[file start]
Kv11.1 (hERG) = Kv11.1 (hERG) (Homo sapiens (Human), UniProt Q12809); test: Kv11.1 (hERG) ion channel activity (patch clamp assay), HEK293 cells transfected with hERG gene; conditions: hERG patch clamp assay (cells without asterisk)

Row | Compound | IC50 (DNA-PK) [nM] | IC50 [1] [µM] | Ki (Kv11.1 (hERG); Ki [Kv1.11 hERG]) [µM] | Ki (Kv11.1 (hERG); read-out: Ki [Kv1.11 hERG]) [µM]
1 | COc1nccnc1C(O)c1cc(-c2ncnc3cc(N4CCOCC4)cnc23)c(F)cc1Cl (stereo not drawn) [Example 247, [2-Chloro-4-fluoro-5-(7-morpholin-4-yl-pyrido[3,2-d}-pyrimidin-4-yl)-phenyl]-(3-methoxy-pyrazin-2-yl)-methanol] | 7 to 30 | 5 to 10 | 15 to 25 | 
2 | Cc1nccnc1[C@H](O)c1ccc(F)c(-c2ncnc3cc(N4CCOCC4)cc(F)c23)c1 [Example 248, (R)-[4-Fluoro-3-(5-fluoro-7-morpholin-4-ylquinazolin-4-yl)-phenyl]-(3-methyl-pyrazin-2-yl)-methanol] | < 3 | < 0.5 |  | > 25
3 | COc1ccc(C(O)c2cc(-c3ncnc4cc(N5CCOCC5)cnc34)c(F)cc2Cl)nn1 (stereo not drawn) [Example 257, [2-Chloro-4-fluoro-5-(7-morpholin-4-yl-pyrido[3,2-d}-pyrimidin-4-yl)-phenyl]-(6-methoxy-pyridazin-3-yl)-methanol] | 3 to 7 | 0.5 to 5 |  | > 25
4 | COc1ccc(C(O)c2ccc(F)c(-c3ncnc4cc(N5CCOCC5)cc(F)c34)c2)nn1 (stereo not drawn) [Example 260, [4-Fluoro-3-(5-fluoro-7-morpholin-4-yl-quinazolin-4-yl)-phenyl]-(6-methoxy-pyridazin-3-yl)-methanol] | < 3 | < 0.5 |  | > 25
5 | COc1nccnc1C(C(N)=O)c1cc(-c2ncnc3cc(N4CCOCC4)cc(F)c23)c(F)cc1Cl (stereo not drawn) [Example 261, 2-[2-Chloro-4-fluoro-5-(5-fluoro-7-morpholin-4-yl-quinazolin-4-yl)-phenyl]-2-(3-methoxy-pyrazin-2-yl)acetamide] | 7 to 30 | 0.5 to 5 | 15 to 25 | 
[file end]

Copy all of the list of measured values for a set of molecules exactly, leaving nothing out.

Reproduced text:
Kv11.1 (hERG) = Kv11.1 (hERG) (Homo sapiens (Human), UniProt Q12809); test: Kv11.1 (hERG) ion channel activity (patch clamp assay), HEK293 cells transfected with hERG gene; conditions: hERG patch clamp assay (cells without asterisk)

Row | Compound | IC50 (DNA-PK) [nM] | IC50 [1] [µM] | Ki (Kv11.1 (hERG); Ki [Kv1.11 hERG]) [µM] | Ki (Kv11.1 (hERG); read-out: Ki [Kv1.11 hERG]) [µM]
1 | COc1nccnc1C(O)c1cc(-c2ncnc3cc(N4CCOCC4)cnc23)c(F)cc1Cl (stereo not drawn) [Example 247, [2-Chloro-4-fluoro-5-(7-morpholin-4-yl-pyrido[3,2-d}-pyrimidin-4-yl)-phenyl]-(3-methoxy-pyrazin-2-yl)-methanol] | 7 to 30 | 5 to 10 | 15 to 25 | 
2 | Cc1nccnc1[C@H](O)c1ccc(F)c(-c2ncnc3cc(N4CCOCC4)cc(F)c23)c1 [Example 248, (R)-[4-Fluoro-3-(5-fluoro-7-morpholin-4-ylquinazolin-4-yl)-phenyl]-(3-methyl-pyrazin-2-yl)-methanol] | < 3 | < 0.5 |  | > 25
3 | COc1ccc(C(O)c2cc(-c3ncnc4cc(N5CCOCC5)cnc34)c(F)cc2Cl)nn1 (stereo not drawn) [Example 257, [2-Chloro-4-fluoro-5-(7-morpholin-4-yl-pyrido[3,2-d}-pyrimidin-4-yl)-phenyl]-(6-methoxy-pyridazin-3-yl)-methanol] | 3 to 7 | 0.5 to 5 |  | > 25
4 | COc1ccc(C(O)c2ccc(F)c(-c3ncnc4cc(N5CCOCC5)cc(F)c34)c2)nn1 (stereo not drawn) [Example 260, [4-Fluoro-3-(5-fluoro-7-morpholin-4-yl-quinazolin-4-yl)-phenyl]-(6-methoxy-pyridazin-3-yl)-methanol] | < 3 | < 0.5 |  | > 25
5 | COc1nccnc1C(C(N)=O)c1cc(-c2ncnc3cc(N4CCOCC4)cc(F)c23)c(F)cc1Cl (stereo not drawn) [Example 261, 2-[2-Chloro-4-fluoro-5-(5-fluoro-7-morpholin-4-yl-quinazolin-4-yl)-phenyl]-2-(3-methoxy-pyrazin-2-yl)acetamide] | 7 to 30 | 0.5 to 5 | 15 to 25 | 